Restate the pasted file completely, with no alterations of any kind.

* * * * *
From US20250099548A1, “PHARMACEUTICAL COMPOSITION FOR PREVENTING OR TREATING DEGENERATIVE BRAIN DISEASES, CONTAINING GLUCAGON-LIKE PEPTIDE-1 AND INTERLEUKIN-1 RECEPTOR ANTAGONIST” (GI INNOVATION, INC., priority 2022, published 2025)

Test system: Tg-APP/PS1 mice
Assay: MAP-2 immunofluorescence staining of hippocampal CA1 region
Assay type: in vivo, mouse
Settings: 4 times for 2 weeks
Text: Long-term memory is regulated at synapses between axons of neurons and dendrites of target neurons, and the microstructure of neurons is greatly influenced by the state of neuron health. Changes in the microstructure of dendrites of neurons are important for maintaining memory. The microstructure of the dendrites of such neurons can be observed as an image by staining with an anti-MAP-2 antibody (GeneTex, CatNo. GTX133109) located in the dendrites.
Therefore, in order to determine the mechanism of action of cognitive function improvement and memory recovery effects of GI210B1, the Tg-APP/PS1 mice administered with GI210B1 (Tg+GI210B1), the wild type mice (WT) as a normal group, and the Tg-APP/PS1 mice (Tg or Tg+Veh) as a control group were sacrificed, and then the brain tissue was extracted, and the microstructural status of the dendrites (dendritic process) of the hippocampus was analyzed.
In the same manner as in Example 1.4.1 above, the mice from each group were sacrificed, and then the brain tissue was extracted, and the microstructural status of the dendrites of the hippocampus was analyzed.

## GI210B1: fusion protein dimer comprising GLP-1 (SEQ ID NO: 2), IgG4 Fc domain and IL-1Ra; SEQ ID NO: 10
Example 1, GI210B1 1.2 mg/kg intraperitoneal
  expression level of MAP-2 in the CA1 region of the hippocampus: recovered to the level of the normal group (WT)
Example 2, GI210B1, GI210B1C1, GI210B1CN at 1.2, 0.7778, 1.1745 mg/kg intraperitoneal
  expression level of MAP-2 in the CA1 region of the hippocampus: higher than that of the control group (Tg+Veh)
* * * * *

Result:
From US20250099548A1, “PHARMACEUTICAL COMPOSITION FOR PREVENTING OR TREATING DEGENERATIVE BRAIN DISEASES, CONTAINING GLUCAGON-LIKE PEPTIDE-1 AND INTERLEUKIN-1 RECEPTOR ANTAGONIST” (GI INNOVATION, INC., priority 2022, published 2025)

Test system: Tg-APP/PS1 mice
Assay: MAP-2 immunofluorescence staining of hippocampal CA1 region
Assay type: in vivo, mouse
Settings: 4 times for 2 weeks
Text: Long-term memory is regulated at synapses between axons of neurons and dendrites of target neurons, and the microstructure of neurons is greatly influenced by the state of neuron health. Changes in the microstructure of dendrites of neurons are important for maintaining memory. The microstructure of the dendrites of such neurons can be observed as an image by staining with an anti-MAP-2 antibody (GeneTex, CatNo. GTX133109) located in the dendrites.
Therefore, in order to determine the mechanism of action of cognitive function improvement and memory recovery effects of GI210B1, the Tg-APP/PS1 mice administered with GI210B1 (Tg+GI210B1), the wild type mice (WT) as a normal group, and the Tg-APP/PS1 mice (Tg or Tg+Veh) as a control group were sacrificed, and then the brain tissue was extracted, and the microstructural status of the dendrites (dendritic process) of the hippocampus was analyzed.
In the same manner as in Example 1.4.1 above, the mice from each group were sacrificed, and then the brain tissue was extracted, and the microstructural status of the dendrites of the hippocampus was analyzed.

## GI210B1: fusion protein dimer comprising GLP-1 (SEQ ID NO: 2), IgG4 Fc domain and IL-1Ra; SEQ ID NO: 10
Example 1, GI210B1 1.2 mg/kg intraperitoneal
  expression level of MAP-2 in the CA1 region of the hippocampus: recovered to the level of the normal group (WT)
Example 2, GI210B1, GI210B1C1, GI210B1CN at 1.2, 0.7778, 1.1745 mg/kg intraperitoneal
  expression level of MAP-2 in the CA1 region of the hippocampus: higher than that of the control group (Tg+Veh)